Bob Hariri, Celularity CEO (Celularity)

Celu­lar­i­ty emerges from SPAC merg­er dou­bled down on cell ther­a­pies as Bob Hariri down­grades ill-fat­ed Covid-19 pro­gram

It took a few months longer than ex­pect­ed, but Bob Hariri has fi­nal­ly guid­ed Celu­lar­i­ty and its pla­cen­tal-de­rived cells to Wall Street.

Merg­ing with GX Ac­qui­si­tion Corp gives Celu­lar­i­ty $138 mil­lion to work with as Hariri push­es the NK cell and T cell ther­a­pies deep­er in­to ear­ly-stage tri­als.

The biotech, which has drawn at­ten­tion for a high-pro­file ef­fort to test an NK cell in­fu­sion ear­ly in the pan­dem­ic, has all but thrown in the tow­el on Covid-19, pri­or­i­tiz­ing in­stead can­cer in­di­ca­tions such as acute myeloid leukemia and glioblas­toma mul­ti­forme — con­form­ing clos­er to its peers in cell ther­a­py.

“The change in man­age­ment of pa­tients at the hos­pi­tal set­ting made it very very dif­fi­cult to find pa­tients who met the in­clu­sion cri­te­ria,” Hariri told End­points News. “And most pa­tients were be­ing del­e­gat­ed in­to oth­er tri­als.”

While the tri­al was de­signed to en­roll 86 pa­tients with mild to mod­er­ate Covid-19 symp­toms, Celu­lar­i­ty end­ed up giv­ing their NK cell ther­a­py to few­er than 10. Still, Hariri main­tains his team was “very en­cour­aged” by the ear­ly da­ta. They will con­tin­ue to mon­i­tor the pa­tients and pub­lish the da­ta at some point, al­though the CEO didn’t com­mit to a time just yet.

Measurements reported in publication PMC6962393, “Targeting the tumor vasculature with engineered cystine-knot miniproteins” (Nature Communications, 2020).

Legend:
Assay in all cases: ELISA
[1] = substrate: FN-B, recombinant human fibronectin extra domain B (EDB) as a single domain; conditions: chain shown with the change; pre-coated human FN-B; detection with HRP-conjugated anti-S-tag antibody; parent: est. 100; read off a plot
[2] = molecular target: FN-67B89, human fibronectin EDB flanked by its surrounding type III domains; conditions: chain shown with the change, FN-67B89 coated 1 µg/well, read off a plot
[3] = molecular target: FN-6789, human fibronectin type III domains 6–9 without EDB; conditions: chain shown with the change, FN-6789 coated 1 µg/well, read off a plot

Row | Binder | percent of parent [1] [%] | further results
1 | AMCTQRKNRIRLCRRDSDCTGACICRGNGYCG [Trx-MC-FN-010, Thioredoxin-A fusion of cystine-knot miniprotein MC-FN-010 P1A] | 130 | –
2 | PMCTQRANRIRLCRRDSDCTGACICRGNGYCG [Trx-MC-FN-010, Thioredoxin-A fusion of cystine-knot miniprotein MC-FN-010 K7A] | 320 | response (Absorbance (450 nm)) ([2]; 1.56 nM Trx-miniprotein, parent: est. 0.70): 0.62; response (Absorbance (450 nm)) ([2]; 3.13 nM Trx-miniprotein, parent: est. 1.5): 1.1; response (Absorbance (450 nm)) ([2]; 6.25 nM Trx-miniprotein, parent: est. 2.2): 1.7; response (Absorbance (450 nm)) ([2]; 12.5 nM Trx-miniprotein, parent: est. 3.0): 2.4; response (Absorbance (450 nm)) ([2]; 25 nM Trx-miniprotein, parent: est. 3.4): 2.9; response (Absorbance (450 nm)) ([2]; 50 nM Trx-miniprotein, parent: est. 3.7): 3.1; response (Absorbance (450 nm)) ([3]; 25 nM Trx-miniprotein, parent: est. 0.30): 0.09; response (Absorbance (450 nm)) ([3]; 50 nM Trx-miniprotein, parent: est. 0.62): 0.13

The plan is to re­vis­it vi­ral ill­ness when the op­por­tu­ni­ty aris­es.

Hariri was more ea­ger to talk about da­ta from the AML study in­volv­ing CYNK-001 — in par­tic­u­lar, a sin­gle pa­tient who saw a con­ver­sion from min­i­mal resid­ual dis­ease pos­i­tive to MRD neg­a­tive. More re­sults are com­ing in the fall, he added, while they test the same non-ge­net­i­cal­ly en­gi­neered cells in GBM and a sec­ond, CD19-tar­get­ing CAR-T for B cell ma­lig­nan­cies.

There’s a long way to go in prov­ing the tech­nol­o­gy’s worth, es­pe­cial­ly as the race for cell ther­a­pies that are at once ef­fec­tive, safe, cheap to make and sport a fast turn­around time con­tin­ues to heat up, with mul­ti­ple well-fund­ed star­tups boast­ing that their ap­proach­es — whether au­tol­o­gous or off-the-shelf — would plug any num­ber of the short­com­ings that came with the first gen­er­a­tion of per­son­al­ized CAR-T ther­a­pies.